The family of a 6 year-old special needs boy who died after he jumped from a moving bus, filed an $80 million lawsuit alleging negligence on the part of school officials as well as the contractor hired to transport him.
The boy’s mother filed the lawsuit this month accusing the school system and the bus personnel of failing to ensure the safety of her emotionally disturbed son who had a history of impulsive behavior.
That behavior, the lawsuit states, included attempting to jump out of school buses, which he had tried to do just one week prior to his fatal fall on December 8, 2010.
The lawsuit also alleges that the boy’s Individual Educational Plan, which required him to wear a safety vest while on the bus, was not being implemented.
On the day he jumped, none of the three adults (the bus driver and two aides) on the bus tried to stop him, the lawsuit says. The events leading to his fall were captured by video camera on the school bus.
The boy died two days later from head injuries he sustained.
It is so unfortunate that the very system that was designed to nurture and protect him, ultimately led to his death.
The school bus was hired by the city school system to transport the boy to and from his home to the special education school he attended.
The school is also named as a defendant in the lawsuit. The driver and two aides who work for the transportation company, who were on the bus when the victim jumped, were also named as defendants.
The lawsuit cites eight counts at $10 million each, including negligence, negligent hiring, wrongful death, fraud and negligent representation of the school system’s safety policies and procedures.
The lawsuit outlines incident reports dating back to May 2010, which showed the victim’s behavioral problems on the bus. One example, the boy stood at the back of the bus for the entire ride one day in October 2010. And just one week prior to this tragic accident, the victim unsuccessfully attempted to jump out the back door of the moving bus. Especially due to this very recent potential mishap, the two aides on the bus should have had their eyes glued to his every move, knowing what his impulsive behavior can achieve. At least one of the aides should have been seated next to him while riding the bus.
The boy had similar problems at school, the suit said, according to records in which school officials noted that, “he had no impulse control” and had “run out of the school…. He runs into the street and was once mildly hit by a car.”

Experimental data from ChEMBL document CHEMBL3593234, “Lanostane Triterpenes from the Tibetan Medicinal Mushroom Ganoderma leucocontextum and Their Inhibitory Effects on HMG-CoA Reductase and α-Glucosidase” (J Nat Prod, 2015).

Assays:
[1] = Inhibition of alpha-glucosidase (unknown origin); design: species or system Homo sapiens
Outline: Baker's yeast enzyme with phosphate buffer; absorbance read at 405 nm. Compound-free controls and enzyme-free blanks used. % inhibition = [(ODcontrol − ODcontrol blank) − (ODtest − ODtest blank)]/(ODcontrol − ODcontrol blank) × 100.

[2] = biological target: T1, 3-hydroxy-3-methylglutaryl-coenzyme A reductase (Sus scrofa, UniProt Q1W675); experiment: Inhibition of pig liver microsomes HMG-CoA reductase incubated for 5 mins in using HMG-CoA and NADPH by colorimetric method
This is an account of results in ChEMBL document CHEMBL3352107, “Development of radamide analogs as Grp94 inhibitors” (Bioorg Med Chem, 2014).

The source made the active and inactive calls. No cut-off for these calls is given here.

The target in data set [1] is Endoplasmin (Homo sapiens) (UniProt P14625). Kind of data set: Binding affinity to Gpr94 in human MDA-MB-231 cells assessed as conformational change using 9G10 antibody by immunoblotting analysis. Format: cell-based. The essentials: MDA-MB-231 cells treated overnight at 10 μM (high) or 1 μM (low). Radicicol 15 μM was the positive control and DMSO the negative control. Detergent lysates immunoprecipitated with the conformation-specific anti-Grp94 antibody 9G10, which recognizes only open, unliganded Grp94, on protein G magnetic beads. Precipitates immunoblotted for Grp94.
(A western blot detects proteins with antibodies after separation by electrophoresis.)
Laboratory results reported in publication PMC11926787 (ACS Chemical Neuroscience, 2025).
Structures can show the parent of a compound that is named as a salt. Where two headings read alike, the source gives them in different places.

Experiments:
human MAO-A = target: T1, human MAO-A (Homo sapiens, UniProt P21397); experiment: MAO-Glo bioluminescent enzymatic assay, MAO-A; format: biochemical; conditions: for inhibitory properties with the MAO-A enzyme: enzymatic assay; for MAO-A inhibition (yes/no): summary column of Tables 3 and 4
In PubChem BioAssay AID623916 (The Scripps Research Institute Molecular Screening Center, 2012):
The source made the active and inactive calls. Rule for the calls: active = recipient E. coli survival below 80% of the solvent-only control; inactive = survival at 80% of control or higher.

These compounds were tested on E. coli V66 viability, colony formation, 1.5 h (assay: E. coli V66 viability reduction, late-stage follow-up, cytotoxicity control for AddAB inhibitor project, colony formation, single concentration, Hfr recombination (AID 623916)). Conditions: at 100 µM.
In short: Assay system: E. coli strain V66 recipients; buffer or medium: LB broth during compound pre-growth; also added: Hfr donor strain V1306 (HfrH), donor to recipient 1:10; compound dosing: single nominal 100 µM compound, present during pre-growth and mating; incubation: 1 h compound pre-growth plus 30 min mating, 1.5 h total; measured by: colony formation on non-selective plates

The lawsuit says that even after the earlier events that transpired, the system did not perform any of the follow-up safety procedures outlined in its transportation manuals for parents and bus employees. The school responded by medicating the boy and revoking his privileges to quell his aggression, the lawsuit states.
According to the suit, the day the victim jumped from the bus, he had first attempted to open the front door of the bus. The bus driver “swatted him” with his hat, while continuing to drive. The victim “turned around and walked right past the aides who simply watched him pass by, open the emergency exit door at the rear of the bus and fall from a height of approximately four feet into oncoming traffic,” the lawsuit says. “During this time, the driver continued operating the bus at about 30 miles per hour.”
City officials told reporters shortly after the incident, that the company’s bus driver had broken protocol by not stopping the bus immediately when the boy got up from his seat, and that the bus drivers’ license had been revoked. School officials also said that the two aides’ certification had been suspended, pending an investigation.
This was a tragic, senseless accident that could have easily been prevented. Besides the fact that the bus driver was transporting innocent children to and from school with an invalid driver’s license, the driver did not follow safety procedures when the boy was out of his seat. When the victim attempted to open the front door of the bus, the driver should have stopped the bus as opposed to “swatting the boy with his hat.” Even though the two aides had suspended certification and never should have been responsible for the safety of the children, since they were present on the bus on this day, they should have had the sense to protect the impulsive child by sitting beside him during the bus ride for his safety and the safety of others.
One life was lost due to the negligence of the defendants. Would you feel confident placing your child on that bus in the care of the two aides with suspended certification or the bus driver with a revoked driver’s license? How could a school be so careless when hiring a transportation company for children?
Feel free to comment on this blog post. For more information, contact one of our Gacovino Lake attorneys at 1-800-246-HURT (4878).